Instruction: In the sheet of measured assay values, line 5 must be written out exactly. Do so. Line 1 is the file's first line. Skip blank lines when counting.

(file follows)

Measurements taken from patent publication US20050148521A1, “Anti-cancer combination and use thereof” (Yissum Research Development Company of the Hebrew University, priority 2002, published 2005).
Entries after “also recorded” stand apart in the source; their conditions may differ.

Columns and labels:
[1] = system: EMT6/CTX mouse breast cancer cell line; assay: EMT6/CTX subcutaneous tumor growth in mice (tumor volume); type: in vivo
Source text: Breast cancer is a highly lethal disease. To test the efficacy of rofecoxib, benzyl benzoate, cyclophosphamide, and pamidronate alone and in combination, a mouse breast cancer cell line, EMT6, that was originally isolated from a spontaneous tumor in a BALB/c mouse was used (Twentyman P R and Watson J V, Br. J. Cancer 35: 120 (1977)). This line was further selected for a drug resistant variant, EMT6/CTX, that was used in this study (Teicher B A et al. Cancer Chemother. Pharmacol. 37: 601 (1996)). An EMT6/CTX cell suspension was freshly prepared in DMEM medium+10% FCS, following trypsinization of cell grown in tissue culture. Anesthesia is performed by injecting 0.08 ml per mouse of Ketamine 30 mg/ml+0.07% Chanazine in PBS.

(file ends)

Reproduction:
Source text: Breast cancer is a highly lethal disease. To test the efficacy of rofecoxib, benzyl benzoate, cyclophosphamide, and pamidronate alone and in combination, a mouse breast cancer cell line, EMT6, that was originally isolated from a spontaneous tumor in a BALB/c mouse was used (Twentyman P R and Watson J V, Br. J. Cancer 35: 120 (1977)). This line was further selected for a drug resistant variant, EMT6/CTX, that was used in this study (Teicher B A et al. Cancer Chemother. Pharmacol. 37: 601 (1996)). An EMT6/CTX cell suspension was freshly prepared in DMEM medium+10% FCS, following trypsinization of cell grown in tissue culture. Anesthesia is performed by injecting 0.08 ml per mouse of Ketamine 30 mg/ml+0.07% Chanazine in PBS.